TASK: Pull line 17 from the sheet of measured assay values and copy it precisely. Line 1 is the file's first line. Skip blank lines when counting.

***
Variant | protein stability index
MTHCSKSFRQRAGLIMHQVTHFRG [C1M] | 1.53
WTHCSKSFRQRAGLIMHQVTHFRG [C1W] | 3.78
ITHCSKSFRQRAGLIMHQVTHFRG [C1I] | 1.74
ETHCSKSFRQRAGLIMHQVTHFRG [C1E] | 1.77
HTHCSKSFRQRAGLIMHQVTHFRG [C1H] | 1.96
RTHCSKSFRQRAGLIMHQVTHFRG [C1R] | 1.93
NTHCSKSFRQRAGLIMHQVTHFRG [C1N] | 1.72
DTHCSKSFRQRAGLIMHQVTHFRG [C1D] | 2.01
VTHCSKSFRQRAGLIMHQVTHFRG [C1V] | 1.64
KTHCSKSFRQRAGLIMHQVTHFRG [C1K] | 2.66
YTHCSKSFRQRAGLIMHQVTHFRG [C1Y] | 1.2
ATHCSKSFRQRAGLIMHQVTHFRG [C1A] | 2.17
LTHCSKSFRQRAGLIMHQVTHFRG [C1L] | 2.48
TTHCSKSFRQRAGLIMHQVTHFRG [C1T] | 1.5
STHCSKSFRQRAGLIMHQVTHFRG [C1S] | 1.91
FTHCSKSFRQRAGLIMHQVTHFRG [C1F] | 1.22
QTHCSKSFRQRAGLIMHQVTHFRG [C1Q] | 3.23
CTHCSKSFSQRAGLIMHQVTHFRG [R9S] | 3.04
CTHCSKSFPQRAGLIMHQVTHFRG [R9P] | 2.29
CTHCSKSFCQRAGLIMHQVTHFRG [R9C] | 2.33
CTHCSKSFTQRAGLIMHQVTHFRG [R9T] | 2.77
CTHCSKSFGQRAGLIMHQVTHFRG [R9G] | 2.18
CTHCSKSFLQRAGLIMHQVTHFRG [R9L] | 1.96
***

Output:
FTHCSKSFRQRAGLIMHQVTHFRG [C1F] | 1.22